BERLIN (Reuters) - Germany’s Ifo institute on Thursday slashed its 2019 growth forecast for Europe’s largest economy to 0.6 percent from 1.1 percent due to weaker foreign demand for industrial goods and increased headwinds for exporters.
A global slowdown, tariff disputes sparked by U.S. President Donald Trump’s ‘America First’ policies and the risk of a chaotic British departure from the EU could bring a decade-long expansion of Germany’s export-reliant economy to an end.
Ifo economist Timo Wollmershaeuser said that German industry — including the important car sector — would probably not contribute anything at all to overall economic growth this year.
“Global demand for German products is weak because the world economy is losing further steam,” Wollmershaeuser said.
Wollmershaeuser added, however, that a robust labor market, moderate inflation and steep wage hikes would support private consumption, which should prop up overall growth.
State spending will give the economy an additional boost as government expenditure is expected to rise by 2.6 percent this year from 1.0 percent in the previous year, he said.
For 2020, the Ifo institutes expect the economy to rebound with a growth rate of 1.8 percent.
The DIW institute on Thursday slashed its 2019 growth forecast for Germany to 1.0 percent from 1.8 percent previously and confirmed its 2020 estimate of 1.8 percent.
The German economy had a subdued start to 2019 and probably grew only moderately in the first quarter, the Economy Ministry said in its monthly report on Thursday.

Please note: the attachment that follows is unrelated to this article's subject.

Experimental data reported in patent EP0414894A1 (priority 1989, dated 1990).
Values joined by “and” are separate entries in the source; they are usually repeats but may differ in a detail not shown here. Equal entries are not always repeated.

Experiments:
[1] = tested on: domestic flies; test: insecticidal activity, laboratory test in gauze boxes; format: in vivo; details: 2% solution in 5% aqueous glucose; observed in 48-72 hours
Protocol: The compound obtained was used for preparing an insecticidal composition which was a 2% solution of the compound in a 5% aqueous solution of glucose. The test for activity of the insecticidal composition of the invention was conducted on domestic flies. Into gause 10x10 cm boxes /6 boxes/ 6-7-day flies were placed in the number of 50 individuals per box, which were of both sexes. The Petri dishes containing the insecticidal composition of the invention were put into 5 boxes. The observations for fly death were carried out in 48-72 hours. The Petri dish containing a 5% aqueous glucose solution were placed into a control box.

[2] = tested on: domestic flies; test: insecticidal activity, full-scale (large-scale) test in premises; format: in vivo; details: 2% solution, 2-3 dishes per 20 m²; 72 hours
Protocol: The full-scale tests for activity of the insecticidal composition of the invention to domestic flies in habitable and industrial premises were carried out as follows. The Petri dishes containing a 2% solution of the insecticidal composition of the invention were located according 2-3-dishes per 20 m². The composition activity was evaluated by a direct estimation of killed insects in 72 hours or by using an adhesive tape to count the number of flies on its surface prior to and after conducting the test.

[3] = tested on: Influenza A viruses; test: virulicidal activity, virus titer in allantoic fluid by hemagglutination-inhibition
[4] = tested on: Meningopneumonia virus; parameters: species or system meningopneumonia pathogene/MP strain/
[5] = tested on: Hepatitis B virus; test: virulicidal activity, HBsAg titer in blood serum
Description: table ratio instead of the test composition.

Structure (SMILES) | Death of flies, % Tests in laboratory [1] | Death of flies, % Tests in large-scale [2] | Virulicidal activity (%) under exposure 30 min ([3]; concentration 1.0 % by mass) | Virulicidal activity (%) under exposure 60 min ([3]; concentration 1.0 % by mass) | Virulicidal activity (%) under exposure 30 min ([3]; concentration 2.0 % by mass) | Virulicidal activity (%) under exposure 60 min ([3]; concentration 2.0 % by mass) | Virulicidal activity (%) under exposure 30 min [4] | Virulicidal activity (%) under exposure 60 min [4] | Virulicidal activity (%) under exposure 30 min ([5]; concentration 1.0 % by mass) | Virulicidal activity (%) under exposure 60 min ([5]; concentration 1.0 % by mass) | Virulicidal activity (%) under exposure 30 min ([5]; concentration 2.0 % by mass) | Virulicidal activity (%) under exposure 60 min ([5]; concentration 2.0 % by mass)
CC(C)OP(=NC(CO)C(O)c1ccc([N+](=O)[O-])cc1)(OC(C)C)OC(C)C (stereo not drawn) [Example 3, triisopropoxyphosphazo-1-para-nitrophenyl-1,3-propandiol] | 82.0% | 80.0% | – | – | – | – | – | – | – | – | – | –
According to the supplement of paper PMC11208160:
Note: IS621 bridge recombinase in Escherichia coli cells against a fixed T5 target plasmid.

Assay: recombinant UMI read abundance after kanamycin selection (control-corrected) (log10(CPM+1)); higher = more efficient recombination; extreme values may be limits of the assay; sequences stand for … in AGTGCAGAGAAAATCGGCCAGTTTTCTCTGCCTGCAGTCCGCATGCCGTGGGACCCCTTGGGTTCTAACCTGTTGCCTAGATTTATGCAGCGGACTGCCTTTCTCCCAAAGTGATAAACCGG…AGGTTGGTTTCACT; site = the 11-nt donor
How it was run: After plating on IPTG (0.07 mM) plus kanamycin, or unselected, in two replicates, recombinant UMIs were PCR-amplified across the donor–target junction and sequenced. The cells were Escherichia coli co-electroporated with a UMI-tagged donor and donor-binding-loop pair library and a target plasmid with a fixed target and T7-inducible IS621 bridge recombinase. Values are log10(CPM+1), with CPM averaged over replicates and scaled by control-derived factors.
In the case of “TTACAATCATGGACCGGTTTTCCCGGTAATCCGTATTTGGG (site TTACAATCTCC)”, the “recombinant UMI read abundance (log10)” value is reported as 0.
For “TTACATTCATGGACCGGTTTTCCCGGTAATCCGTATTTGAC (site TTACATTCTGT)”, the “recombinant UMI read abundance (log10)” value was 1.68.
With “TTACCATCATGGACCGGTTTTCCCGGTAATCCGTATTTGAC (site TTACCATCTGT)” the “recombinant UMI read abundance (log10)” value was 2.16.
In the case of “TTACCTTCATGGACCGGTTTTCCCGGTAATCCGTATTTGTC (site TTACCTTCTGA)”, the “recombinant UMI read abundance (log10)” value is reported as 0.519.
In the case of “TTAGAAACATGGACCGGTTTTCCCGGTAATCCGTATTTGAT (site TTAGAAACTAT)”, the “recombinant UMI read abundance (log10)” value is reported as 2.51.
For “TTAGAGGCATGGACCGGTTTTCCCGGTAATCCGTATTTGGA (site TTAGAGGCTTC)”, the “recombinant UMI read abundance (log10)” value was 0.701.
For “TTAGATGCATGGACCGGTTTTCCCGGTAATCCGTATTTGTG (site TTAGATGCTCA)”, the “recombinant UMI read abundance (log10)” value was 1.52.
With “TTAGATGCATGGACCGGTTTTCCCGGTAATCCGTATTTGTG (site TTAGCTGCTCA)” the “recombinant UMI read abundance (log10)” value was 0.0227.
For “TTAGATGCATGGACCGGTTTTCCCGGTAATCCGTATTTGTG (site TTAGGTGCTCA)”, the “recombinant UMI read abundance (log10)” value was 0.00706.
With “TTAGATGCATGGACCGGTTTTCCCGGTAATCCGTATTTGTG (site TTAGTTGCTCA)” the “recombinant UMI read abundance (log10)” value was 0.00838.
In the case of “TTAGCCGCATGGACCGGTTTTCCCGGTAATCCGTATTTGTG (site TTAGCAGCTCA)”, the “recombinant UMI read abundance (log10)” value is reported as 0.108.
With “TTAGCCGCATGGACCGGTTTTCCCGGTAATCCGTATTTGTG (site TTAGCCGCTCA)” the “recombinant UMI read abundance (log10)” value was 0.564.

“The economy has got into turbulent waters due to higher risks and uncertainties in the external environment,” the ministry said, warning that the industrial sector was likely to remain weak due to sluggish demand from abroad.
The German government cut its 2019 growth forecast to 1.0 percent in January and will update its estimates in April.
The cloudy outlook chimes with a survey from the DIHK Chambers of Industry and Commerce on Thursday that showed every second company doing business abroad is facing problems such as higher tariffs, restrictions and other trade barriers.
“The headwinds from abroad for German businesses are getting stronger,” said DIHK President Eric Schweitzer, pointing to the uncertainty over Brexit as well as Trump’s tariffs and sanctions policies.
Only 15 percent of German companies expect an improvement in their foreign business, the DIHK survey among 2,100 firms showed.
Reporting by Michael Nienaber; Editing by Catherine Evans